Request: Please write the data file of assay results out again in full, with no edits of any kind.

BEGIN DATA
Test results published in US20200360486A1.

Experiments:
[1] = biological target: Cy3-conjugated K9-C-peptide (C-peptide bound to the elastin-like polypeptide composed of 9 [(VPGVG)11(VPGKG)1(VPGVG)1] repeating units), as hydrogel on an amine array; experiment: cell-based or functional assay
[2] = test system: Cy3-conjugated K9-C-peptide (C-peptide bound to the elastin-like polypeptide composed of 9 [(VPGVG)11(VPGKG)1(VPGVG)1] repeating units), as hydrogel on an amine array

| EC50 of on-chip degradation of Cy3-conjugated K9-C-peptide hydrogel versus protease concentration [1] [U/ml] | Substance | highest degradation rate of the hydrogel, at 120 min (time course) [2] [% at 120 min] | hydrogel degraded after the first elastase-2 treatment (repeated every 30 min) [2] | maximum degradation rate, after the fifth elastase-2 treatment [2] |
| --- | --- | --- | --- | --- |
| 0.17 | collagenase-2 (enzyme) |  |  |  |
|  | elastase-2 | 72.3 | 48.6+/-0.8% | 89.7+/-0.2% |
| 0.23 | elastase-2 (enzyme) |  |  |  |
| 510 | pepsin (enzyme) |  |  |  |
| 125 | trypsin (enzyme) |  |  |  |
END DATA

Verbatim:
Test results published in US20200360486A1.

Experiments:
[1] = biological target: Cy3-conjugated K9-C-peptide (C-peptide bound to the elastin-like polypeptide composed of 9 [(VPGVG)11(VPGKG)1(VPGVG)1] repeating units), as hydrogel on an amine array; experiment: cell-based or functional assay
[2] = test system: Cy3-conjugated K9-C-peptide (C-peptide bound to the elastin-like polypeptide composed of 9 [(VPGVG)11(VPGKG)1(VPGVG)1] repeating units), as hydrogel on an amine array

| EC50 of on-chip degradation of Cy3-conjugated K9-C-peptide hydrogel versus protease concentration [1] [U/ml] | Substance | highest degradation rate of the hydrogel, at 120 min (time course) [2] [% at 120 min] | hydrogel degraded after the first elastase-2 treatment (repeated every 30 min) [2] | maximum degradation rate, after the fifth elastase-2 treatment [2] |
| --- | --- | --- | --- | --- |
| 0.17 | collagenase-2 (enzyme) |  |  |  |
|  | elastase-2 | 72.3 | 48.6+/-0.8% | 89.7+/-0.2% |
| 0.23 | elastase-2 (enzyme) |  |  |  |
| 510 | pepsin (enzyme) |  |  |  |
| 125 | trypsin (enzyme) |  |  |  |